Barnes & Noble has issued shareholders with a formal tender offer after rebuffing a further bid from US book distributor Readerlink, made after an initial deadline following the agreement with Ellliott Advisors had passed. Meanwhile, Kaskela Law has announced it plans to investigate the company as part of the proposed acquisition by Elliott Advisors for $6.50 a share and has called on stockholders to get in touch.
The Elliott offer expires at 5pm EST on 6th August and requires approval by a majority of shareholders, according to the latest SEC filing, which reveals how Elliott first proposed a merger in August 2018, three months after acquiring Waterstones, which would have seen B&N's shareholders hold a 51% stake in a combined B&N and Waterstones business.
New York hedge fund and Waterstones owners Elliott entered into a $683m (£537m) agreement to acquire Barnes & Noble on Friday 7th June with plans for Waterstones m.d. James Daunt to be installed as c.e.o. of the US chain and Waterstones, splitting his time between New York and London.
However, there were then reports that Readerlink was considering making a higher bid. The latest documents reveal Readerlink did go back to Barnes & Noble after missing the midnight deadline on 13th June. Companies are kept anonymous in the US Securities and Exchange Commission (SEC) filing, but the document notes that the Wall Street Journal reported that “Company C was working towards making a bid to top the $6.50 per share offer made by Elliott,” confirming Readerlink’s position. On 18th June, Readerlink submitted a revised offer of $7.25 a share but was rejected amid funding concerns with the offer needing more time to secure “the necessary equity and debt funding” and a “a $201 million gap in their financing source”.
Readerlink’s offer suggested the company had potential new financing partners but one source was blocked from being given access to the confidential financial documents. Despite efforts by Barnes & Noble to extract a waiver from Elliott to share the financials with Readerlink, giving the board more time to consider the offer, Elliott refused. According to the SEC filing, Elliott did not view the 18th June proposal as an “actionable bona fide proposal… and it would view any further discussions with Company C as a potential breach of the Original Merger Agreement”.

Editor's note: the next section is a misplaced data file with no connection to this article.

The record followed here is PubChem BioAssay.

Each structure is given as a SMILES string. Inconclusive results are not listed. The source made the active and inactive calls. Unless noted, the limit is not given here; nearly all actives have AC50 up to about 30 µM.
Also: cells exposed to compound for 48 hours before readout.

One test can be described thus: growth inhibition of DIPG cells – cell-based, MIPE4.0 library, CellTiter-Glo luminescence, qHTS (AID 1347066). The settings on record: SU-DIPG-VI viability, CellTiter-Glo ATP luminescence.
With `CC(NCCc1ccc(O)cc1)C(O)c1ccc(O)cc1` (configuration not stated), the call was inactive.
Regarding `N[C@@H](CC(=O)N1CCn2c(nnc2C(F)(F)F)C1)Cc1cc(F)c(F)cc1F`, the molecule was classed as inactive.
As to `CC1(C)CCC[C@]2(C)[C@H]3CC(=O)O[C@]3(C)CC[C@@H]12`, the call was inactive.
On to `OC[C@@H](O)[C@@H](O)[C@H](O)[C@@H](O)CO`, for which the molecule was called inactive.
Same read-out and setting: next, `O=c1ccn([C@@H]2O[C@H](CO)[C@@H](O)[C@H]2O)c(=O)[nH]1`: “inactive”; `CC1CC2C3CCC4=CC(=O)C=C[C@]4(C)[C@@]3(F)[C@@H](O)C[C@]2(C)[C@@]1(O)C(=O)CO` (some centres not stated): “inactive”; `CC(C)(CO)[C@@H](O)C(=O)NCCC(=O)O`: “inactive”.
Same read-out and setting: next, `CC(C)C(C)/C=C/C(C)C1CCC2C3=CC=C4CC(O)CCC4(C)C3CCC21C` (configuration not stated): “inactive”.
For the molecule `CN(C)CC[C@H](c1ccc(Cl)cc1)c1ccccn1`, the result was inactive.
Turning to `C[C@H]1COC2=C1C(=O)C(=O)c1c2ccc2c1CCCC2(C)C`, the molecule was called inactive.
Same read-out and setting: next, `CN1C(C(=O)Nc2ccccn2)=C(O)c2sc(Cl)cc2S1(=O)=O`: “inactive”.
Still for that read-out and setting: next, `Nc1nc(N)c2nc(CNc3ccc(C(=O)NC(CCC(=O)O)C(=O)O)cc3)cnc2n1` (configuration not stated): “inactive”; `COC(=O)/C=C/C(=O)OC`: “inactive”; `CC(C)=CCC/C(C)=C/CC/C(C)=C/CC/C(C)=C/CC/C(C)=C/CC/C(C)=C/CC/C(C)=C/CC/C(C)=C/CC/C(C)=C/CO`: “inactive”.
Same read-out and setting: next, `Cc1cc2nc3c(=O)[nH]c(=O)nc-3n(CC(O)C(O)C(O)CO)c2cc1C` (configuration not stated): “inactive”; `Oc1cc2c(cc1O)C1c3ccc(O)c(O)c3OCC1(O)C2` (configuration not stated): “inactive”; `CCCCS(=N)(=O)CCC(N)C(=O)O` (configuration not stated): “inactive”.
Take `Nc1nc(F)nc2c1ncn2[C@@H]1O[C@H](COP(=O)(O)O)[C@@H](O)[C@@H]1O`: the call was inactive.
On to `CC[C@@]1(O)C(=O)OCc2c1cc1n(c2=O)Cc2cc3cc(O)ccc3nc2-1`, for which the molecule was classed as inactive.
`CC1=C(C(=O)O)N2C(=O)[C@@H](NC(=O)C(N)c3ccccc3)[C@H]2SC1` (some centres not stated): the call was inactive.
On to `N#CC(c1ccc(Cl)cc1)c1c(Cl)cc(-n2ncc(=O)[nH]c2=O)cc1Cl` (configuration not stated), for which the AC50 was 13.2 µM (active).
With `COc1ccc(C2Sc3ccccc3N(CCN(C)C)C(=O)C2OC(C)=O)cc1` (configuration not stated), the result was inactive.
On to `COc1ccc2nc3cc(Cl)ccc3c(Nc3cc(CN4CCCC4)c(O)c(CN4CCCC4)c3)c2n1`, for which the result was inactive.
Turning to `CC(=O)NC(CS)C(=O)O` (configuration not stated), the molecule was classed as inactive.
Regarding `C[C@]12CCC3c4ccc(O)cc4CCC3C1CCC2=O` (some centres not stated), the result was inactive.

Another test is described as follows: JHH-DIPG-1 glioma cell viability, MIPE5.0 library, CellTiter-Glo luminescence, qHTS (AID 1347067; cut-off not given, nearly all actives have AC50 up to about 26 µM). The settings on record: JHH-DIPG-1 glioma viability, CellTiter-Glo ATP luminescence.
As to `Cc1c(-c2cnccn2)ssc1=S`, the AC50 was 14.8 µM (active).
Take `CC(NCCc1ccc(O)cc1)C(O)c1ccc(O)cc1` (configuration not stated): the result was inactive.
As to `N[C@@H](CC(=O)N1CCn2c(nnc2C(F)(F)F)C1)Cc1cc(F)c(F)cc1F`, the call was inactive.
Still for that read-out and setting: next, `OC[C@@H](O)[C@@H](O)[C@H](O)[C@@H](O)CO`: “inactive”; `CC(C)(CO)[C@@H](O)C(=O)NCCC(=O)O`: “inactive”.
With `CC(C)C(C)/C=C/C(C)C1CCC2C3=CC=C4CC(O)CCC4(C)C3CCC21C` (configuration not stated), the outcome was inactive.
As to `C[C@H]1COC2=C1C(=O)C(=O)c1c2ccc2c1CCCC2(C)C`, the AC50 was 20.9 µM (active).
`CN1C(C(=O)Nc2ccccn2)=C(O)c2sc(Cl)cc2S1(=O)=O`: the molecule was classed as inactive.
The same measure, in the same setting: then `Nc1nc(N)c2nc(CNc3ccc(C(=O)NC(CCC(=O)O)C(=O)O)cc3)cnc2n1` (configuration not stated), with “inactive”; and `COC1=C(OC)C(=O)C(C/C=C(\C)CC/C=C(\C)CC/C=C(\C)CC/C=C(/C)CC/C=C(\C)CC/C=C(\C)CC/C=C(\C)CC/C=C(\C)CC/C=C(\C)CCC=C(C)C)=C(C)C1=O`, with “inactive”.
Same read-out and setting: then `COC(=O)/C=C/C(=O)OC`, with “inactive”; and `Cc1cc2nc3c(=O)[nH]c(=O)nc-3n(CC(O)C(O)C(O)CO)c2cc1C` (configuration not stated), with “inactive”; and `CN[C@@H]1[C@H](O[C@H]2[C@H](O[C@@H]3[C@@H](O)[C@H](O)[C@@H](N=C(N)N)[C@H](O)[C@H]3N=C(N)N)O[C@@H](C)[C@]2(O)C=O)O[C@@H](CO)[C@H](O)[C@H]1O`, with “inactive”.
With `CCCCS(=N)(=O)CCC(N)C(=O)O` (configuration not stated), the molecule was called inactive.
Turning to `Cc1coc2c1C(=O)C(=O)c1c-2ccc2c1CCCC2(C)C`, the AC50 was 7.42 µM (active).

The filing details how Readerlink made an initial bid on 28th May 2019 at $6.75 a share, dependent on Barnes & Noble’s largest single shareholder and chairman Len Riggio agreeing to roll his equity, but the agreement was not formalised and Riggio was ineligible to take part following the 18th June offer.
But the Elliott deal is not yet secure. According to the SEC filing, Readerlink “could make a public offer at any time” with the financial support of three sources previously discussed by Readerlink’s financial advisor to Barnes & Noble advisors Evercore.
The filing also details how 21 companies, including two private equity firms, initially considered evaluating offers with first round bids put in from $6 a share to $8.50 a share. At least two other offers were made in the formal bidding process, with a “privately held independent retail company” putting in an offer of $6.15 a share. An offer of $7 a share was made from “a privately held large chain retail company.” Both needed extra time to secure financing.
Elliott’s initial 15th August 2018 proposal saw the hedge fund suggest it combine Barnes & Noble and Waterstones into a single new entity, with Barnes & Noble shareholders owning 51% of the company “and Elliott contributing $50 million of capital to the combined company in exchange for newly issued common stock.”
In September, Elliott revised its offer to include a partial cash alternative for up to 40% of Barnes & Noble shares at $7.50 per share. By 21st March 2019, with discussions about Waterstones ongoing, the Barnes & Noble board determined they “did not find their alternate proposal of a mix of cash and stock to be an attractive proposal” and was “focused on obtaining the strongest all-cash offer”.
Meanwhile, Kaskela Law has said it will seek to "determine whether Barnes & Noble stockholders (i) are expected to receive adequate consideration for their shares and (ii) have received all material information in connection with the proposed transaction".
Barnes & Noble and Elliott did not wish to comment on the SEC filing. The Bookseller has contacted Readerlink for comment.
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